Pentagon: Russian Spy Ship, Tug Operating Near U.S. 1

Just like old times: Tourists in a old American car pass by Russian Vishnya class warship CCB-175 Viktor Leonov, docked, on February 26, 2014, at Havana harbor (AFP/Getty Images)

Just like old times: Tourists in a old American car pass by Russian Vishnya class warship CCB-175 Viktor Leonov, docked, on February 26, 2014, at Havana harbor (AFP/Getty Images)

Ships near nuclear submarine base at Kings Bay, Ga.

By Bill Gertz, Washington Free Beacon

A Russian intelligence-gathering ship has been operating off the U.S. East Coast and near the Gulf of Mexico for the past month, the Pentagon said Thursday.

“We are aware that the Russian ships Viktor Leonov and Nikolay Chiker are currently operating in waters that are beyond U.S. territorial seas but near Cuba,” said Lt. Col. Tom Crosson, a Pentagon spokesman. “We respect the freedom of all nations, as reflected in international law, to operate military vessels beyond the territorial seas of other nations.”

The Leonov is an intelligence gathering ship outfitted with high-tech electronic spying gear. The Chiker is an ocean-going naval tug that has been accompanying the spy ship on its mission.

Pentagon officials suspect the ships were part of a spying operation since March against the U.S. nuclear missile submarine base at Kings Bay, Ga. and other U.S. military facilities

Both ships were detected operating off the coast of Florida near the U.S. Naval Station Mayport, Fla., which is south of the Naval Submarine Base Kings Bay.

The Russian intelligence gathering coincides with heightened tensions between the United States and Russia over Moscow’s recent military annexation of Ukraine’s Crimea.

An official said it is possible that the electronic spying is related to watching U.S. nuclear missile submarines as part of a Russian nuclear exercise.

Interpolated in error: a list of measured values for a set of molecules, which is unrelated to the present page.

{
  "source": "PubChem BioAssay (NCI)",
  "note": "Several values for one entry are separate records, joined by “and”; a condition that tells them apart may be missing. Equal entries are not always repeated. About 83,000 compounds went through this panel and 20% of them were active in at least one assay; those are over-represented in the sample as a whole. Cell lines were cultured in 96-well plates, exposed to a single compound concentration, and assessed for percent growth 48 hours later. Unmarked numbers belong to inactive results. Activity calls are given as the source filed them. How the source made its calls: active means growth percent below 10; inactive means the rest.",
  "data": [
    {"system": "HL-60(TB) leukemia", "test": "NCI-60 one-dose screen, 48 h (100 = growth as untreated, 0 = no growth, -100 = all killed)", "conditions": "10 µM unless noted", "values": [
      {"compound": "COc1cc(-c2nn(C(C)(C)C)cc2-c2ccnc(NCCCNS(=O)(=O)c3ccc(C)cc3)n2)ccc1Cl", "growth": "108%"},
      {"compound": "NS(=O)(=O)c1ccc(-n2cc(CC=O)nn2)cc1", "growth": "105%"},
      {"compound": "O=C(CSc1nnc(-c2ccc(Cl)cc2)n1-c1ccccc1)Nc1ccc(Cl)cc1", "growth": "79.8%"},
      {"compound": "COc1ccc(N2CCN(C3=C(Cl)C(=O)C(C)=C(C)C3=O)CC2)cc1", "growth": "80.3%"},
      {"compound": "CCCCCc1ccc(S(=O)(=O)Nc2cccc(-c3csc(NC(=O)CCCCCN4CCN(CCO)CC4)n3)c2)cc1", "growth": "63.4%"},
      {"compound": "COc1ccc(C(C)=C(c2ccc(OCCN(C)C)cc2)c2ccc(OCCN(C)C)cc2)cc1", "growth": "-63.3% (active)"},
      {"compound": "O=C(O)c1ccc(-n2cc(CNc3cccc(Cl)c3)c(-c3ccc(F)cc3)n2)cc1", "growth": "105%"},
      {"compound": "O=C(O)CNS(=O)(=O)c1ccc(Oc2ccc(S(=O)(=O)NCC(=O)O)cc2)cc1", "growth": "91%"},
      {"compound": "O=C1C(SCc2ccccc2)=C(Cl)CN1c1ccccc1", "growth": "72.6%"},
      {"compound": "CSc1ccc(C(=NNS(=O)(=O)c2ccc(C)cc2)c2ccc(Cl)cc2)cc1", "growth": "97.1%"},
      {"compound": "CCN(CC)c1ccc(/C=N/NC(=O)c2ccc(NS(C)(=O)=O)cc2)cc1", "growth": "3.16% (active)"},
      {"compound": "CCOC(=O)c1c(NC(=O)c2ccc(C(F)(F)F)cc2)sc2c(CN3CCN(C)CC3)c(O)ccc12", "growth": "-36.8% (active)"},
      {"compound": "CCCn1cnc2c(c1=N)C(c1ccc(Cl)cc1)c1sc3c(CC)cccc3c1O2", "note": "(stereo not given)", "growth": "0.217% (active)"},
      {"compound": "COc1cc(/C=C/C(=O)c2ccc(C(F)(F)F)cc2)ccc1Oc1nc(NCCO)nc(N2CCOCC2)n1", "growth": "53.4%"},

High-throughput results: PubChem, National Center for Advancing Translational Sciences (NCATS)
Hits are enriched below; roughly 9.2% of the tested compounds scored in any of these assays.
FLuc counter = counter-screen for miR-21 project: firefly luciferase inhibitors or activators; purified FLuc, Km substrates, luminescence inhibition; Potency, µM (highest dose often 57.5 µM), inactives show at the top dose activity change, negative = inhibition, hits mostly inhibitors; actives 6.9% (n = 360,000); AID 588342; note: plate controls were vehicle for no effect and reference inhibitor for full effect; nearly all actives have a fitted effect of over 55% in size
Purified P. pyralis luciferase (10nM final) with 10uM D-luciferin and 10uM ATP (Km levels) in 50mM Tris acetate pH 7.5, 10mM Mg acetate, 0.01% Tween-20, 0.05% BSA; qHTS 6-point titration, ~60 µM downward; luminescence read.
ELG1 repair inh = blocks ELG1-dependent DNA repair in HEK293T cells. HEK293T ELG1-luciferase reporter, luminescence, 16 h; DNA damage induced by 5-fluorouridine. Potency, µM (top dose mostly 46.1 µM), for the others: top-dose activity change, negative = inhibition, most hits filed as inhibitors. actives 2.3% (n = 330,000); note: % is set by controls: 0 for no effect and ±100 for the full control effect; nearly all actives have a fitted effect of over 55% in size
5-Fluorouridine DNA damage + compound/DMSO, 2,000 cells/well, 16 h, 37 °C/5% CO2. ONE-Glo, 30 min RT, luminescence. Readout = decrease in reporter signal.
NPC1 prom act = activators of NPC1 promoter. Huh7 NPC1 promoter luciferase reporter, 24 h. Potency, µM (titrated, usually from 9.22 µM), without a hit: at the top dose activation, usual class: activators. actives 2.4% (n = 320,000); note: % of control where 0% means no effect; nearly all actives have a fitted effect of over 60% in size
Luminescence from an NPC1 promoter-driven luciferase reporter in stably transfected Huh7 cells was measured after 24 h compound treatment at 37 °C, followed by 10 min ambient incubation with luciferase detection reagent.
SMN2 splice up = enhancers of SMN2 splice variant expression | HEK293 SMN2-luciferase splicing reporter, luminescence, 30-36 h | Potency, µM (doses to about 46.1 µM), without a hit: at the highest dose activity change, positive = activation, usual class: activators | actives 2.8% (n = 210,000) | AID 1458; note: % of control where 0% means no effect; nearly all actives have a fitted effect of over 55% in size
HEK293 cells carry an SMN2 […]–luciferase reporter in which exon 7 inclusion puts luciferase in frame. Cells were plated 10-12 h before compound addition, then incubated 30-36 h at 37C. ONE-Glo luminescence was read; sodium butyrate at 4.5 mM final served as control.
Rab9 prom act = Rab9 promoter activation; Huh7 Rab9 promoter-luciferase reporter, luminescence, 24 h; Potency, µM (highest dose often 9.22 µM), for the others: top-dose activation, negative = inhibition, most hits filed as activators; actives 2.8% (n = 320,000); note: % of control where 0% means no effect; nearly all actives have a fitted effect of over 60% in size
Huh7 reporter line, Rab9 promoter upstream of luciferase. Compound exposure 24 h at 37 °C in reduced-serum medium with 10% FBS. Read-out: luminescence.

According to Russian military press reports, some 10,000 Russian troops and 1,000 pieces of military equipment of the Strategic Missile Forces took part in an exercise April 17 to 19—coinciding with the transit of one of the ships, the Chiker, to Cuba from the coast off northern Florida on April 19.

“The exercises will test the cohesiveness and skills of units and commands in the process of alerting and the achievement of training objectives under various circumstances and in any time of the day,” Russian defense spokesman told Interfax.

The Chiker also is known to support submarines and is equipped with lift capability for servicing Russian submarines.

Feature continues here:  Russian Spy Ship

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Russian Spy Ship Docked in Havana 1

A Soviet-made Lada limousine passes by Russian Vishnya (also known as Meridian) class warship CCB-175 Viktor Leonov, docked, on February 26, 2014, at Havana harbor

(AFP) A Russian warship was docked in Havana Wednesday, without explanation from Communist Cuba or its state media.

The Viktor Leonov CCB-175 boat, measuring 91.5 meters (300 feet) long and 14.5 meters wide, was docked at the port of Havana’s cruise ship area, near the Russian Orthodox Cathedral.

The Vishnya, or Meridian-class intelligence ship, which has a crew of around 200, went into service in the Black Sea in 1988 before it was transferred seven years later to the northern fleet, Russian media sources said.

Neither Cuban authorities nor state media have mentioned the ship’s visit, unlike on previous tours by Russian warships.

The former Soviet Union was Cuba’s sponsor state through three decades of Cold War. After a period of some distancing under former Russian president Boris Yeltsin, the countries renewed their political, economic and military cooperation.

The ship is reportedly armed with 30mm guns and anti-aircraft missiles.

Its visit comes as isolated Havana’s current economic and political patron, Venezuela, is facing unprecedented violent protests against President Nicolas Maduro’s government.

Cuban President Raul Castro’s Communist government is the Americas’ only one-party regime.